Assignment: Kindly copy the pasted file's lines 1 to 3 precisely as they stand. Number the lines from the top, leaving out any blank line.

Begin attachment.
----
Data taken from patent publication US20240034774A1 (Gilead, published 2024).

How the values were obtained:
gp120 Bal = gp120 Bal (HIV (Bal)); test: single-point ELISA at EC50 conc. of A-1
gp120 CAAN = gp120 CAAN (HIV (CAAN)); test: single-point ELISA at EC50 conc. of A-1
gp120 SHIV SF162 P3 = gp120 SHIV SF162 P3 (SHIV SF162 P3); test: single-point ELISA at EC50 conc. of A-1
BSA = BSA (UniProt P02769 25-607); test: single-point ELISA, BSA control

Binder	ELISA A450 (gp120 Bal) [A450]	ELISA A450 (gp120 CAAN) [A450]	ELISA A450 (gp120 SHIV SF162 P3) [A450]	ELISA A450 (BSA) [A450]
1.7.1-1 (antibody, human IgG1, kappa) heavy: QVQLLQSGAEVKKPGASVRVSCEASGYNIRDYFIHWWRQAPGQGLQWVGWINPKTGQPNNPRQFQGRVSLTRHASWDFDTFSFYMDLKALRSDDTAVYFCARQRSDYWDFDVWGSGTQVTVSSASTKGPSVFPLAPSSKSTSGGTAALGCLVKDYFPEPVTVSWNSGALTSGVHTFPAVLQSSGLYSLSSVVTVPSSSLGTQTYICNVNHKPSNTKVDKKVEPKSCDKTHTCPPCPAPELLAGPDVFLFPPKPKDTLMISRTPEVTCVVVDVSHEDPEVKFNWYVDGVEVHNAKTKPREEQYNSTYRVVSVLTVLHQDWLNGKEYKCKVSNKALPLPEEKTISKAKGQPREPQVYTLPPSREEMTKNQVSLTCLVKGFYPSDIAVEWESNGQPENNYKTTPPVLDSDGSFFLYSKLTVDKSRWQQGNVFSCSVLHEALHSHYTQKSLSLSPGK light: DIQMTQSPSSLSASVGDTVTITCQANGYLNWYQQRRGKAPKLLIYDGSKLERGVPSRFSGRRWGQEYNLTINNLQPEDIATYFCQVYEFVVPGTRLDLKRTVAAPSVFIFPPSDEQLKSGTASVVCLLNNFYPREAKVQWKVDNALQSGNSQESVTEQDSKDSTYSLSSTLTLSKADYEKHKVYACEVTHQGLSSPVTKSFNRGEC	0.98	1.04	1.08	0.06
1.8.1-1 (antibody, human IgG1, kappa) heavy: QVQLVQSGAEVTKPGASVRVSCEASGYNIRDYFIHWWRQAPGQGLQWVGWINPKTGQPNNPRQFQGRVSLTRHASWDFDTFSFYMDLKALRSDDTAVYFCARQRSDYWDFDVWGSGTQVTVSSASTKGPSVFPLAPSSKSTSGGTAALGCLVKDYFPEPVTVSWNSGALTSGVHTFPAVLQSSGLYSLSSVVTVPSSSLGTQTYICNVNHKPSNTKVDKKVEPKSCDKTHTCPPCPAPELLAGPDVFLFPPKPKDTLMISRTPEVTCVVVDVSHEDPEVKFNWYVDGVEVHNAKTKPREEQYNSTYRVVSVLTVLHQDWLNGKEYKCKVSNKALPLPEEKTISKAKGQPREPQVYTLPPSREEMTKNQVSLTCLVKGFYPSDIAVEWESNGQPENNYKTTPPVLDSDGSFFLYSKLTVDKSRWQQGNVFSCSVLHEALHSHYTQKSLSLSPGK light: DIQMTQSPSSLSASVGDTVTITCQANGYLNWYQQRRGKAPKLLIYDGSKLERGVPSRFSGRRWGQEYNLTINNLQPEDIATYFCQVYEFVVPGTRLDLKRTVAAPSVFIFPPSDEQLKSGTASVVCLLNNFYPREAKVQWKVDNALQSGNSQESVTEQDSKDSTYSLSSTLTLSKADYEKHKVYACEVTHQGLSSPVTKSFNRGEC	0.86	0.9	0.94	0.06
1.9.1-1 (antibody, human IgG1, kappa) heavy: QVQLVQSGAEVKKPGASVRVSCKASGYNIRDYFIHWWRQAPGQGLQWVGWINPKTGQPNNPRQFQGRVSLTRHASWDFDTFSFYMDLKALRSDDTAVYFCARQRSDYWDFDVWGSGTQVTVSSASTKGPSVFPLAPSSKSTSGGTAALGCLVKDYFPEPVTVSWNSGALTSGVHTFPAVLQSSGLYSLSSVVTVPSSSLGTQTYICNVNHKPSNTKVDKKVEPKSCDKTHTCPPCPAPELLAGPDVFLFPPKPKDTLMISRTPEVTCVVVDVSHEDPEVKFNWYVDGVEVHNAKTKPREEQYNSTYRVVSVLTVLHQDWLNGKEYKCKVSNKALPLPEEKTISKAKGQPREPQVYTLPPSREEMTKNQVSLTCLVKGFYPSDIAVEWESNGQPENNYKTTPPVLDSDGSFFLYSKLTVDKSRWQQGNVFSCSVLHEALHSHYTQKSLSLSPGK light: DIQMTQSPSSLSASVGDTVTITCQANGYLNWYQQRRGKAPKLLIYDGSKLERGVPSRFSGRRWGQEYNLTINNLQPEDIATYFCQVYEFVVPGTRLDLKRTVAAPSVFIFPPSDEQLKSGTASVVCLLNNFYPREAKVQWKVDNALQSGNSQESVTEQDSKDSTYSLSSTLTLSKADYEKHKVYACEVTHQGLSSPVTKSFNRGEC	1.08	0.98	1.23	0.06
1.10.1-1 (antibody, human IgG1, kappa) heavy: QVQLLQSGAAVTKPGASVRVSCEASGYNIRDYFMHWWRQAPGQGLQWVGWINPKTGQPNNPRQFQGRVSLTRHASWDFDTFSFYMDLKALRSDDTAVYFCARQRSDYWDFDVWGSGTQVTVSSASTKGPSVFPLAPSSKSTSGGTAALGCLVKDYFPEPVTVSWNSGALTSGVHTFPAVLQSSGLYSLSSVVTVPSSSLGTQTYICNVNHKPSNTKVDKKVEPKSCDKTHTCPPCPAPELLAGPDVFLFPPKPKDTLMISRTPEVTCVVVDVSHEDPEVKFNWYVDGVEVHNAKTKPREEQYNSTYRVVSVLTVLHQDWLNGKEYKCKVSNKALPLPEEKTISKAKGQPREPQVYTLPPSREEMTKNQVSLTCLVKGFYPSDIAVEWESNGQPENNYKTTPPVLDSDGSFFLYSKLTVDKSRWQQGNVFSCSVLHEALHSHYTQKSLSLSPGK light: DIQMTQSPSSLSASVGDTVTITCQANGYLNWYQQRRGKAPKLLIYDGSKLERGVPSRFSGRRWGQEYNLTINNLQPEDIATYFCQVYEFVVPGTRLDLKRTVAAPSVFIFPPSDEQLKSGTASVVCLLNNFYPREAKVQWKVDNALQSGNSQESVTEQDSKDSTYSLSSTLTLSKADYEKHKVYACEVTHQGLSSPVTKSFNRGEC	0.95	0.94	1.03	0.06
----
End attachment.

Data taken from patent publication US20240034774A1 (Gilead, published 2024).

How the values were obtained:
gp120 Bal = gp120 Bal (HIV (Bal)); test: single-point ELISA at EC50 conc. of A-1